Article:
Friday, July 18, 2008

Design versus information

I am increasingly irritated by websites that force a PDF down your throat because they want to "preserve the look of their design." Here's a great case in point. Our State magazine, a beautiful, photo-heavy monthly about North Carolina, used to publish a web-based, constantly updated listing of editorial plans and photography needs. I would pop it up on occasion, to see if I was interested in trying to shoot something worth submitting. (This is megalomania, but I enjoy my fantasies. Move along.) Here's the former link - a nice, clean web page.

Now, however, for no apparent reason, it's done in .pdf - which means I have to download a file, (cleverly named "photo.pdf"), hunt it down, open it and read it to find the same information. Maybe this is being done to act as gatekeeper - only the truly dedicated will stay with it. I fear, however, that it's likely either one of two things, both of which, as with all things not good, point back to Microsoft. Like the idiots control freaks who cannot deliver a message in email, but insist on sending it as an attachment, they are more concerned with the design of their message than with getting it heard by their audience. So those who get press releases or memos are left with dozens of files (usually Word, but, increasingly .pdf) in their downloads folder. Gah!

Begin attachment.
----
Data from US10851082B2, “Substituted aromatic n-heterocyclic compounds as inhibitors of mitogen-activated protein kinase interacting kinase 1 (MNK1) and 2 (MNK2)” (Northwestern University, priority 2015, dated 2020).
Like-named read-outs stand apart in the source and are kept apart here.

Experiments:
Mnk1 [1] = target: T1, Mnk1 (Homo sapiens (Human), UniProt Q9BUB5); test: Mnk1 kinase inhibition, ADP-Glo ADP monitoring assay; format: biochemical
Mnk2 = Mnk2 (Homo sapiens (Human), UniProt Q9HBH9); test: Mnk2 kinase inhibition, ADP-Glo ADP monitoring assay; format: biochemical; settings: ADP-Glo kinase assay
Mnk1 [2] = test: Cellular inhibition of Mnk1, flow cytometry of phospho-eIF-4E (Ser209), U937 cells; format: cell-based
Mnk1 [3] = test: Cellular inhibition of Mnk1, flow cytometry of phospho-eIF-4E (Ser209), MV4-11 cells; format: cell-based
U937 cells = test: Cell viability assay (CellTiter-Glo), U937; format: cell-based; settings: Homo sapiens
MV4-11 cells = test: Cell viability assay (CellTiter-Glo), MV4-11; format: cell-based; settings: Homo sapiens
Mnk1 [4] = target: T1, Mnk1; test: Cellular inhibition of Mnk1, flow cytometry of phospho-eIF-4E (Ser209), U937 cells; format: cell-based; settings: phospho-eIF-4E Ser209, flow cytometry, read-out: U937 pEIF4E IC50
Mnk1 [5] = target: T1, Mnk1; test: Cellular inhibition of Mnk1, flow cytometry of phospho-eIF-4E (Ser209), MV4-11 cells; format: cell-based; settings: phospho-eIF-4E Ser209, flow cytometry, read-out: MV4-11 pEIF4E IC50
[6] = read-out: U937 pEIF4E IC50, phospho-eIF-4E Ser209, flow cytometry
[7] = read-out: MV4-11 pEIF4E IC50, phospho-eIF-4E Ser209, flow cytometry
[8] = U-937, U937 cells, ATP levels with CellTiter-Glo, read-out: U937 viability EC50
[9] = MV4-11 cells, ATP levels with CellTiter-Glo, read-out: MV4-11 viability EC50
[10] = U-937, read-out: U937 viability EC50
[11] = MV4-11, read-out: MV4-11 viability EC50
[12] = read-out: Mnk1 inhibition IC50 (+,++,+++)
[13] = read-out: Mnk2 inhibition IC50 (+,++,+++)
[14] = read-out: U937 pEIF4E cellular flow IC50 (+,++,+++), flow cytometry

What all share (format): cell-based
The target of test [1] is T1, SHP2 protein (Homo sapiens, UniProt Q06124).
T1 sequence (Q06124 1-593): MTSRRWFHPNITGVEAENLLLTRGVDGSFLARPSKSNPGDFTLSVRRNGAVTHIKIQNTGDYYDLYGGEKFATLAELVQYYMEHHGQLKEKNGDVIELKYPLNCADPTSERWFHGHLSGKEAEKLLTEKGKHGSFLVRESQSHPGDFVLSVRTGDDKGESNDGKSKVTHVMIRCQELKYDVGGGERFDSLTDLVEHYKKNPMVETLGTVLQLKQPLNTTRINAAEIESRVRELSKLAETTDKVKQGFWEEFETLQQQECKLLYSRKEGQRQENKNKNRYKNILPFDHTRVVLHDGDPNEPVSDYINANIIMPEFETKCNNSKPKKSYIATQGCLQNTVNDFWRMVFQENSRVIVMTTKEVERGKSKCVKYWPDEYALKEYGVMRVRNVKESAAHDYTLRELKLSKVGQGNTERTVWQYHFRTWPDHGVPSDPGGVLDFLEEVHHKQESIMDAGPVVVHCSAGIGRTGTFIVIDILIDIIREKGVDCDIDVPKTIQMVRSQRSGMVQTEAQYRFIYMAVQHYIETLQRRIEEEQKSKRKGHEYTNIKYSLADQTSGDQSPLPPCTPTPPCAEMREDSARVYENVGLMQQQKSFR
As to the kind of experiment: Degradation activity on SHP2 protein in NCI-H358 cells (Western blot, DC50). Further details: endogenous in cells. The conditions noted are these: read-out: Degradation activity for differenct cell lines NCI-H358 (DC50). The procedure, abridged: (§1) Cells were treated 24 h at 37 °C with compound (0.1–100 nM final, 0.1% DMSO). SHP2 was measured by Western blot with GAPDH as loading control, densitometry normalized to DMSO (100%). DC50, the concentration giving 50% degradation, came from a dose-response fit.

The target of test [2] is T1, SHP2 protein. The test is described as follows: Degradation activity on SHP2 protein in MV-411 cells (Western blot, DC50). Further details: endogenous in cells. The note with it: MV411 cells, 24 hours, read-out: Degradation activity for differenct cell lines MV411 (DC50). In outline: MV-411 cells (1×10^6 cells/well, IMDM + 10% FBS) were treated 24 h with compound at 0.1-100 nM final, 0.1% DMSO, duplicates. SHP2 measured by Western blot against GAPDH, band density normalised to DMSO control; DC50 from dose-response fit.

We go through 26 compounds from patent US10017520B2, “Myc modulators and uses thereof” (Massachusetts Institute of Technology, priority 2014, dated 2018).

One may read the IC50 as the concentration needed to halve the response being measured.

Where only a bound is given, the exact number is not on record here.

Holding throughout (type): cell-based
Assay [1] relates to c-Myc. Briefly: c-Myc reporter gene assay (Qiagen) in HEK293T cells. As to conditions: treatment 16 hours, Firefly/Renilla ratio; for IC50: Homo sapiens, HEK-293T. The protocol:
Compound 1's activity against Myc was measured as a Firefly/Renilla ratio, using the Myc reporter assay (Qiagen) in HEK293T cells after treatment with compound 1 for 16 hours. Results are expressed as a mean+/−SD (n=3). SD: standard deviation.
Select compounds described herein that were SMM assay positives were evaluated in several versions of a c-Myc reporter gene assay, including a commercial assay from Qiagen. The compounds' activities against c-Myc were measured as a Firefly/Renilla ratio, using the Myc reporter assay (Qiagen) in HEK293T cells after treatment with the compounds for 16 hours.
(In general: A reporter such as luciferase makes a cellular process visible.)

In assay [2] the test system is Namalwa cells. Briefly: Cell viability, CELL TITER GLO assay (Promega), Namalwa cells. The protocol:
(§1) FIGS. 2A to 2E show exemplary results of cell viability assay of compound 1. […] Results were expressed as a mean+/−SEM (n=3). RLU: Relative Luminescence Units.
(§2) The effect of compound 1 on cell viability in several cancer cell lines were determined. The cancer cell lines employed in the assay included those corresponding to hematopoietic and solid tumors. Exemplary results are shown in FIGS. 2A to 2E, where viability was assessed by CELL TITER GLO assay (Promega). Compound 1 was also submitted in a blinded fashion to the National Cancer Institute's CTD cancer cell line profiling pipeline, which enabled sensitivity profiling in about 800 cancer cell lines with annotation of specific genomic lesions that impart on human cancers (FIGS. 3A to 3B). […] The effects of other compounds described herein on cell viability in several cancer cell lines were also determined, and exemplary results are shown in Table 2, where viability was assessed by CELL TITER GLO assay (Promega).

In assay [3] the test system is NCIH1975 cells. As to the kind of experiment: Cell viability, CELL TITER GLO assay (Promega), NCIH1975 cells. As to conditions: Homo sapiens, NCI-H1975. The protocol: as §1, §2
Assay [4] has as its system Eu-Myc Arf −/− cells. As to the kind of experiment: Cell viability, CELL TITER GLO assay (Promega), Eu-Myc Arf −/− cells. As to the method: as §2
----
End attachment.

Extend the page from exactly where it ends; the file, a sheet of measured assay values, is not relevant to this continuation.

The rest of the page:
Or it’s due to people using Word to compose their email and sending it from there, so that anyone using any other system (ie - not Windows) will get it as a Word attachment. Is the content of your message really that dependent on your font choices and design? Can it not stand alone within the email program or web browser of your reader? That says something slightly negative about your abilities as a writer. (I know, I’m going to hear form designers who say the whole of the message, the gestalt, includes typeface, font size, column width, spacing and color, but really - do you need to force me to read your PR piece in your paragraph stylings? Usually these things are in fairly standard formats, but they have the company logo above the text.) And putting your data into pdf without an index effectively removes it from being read by anyone using a screen reader.

OK, I feel better now.

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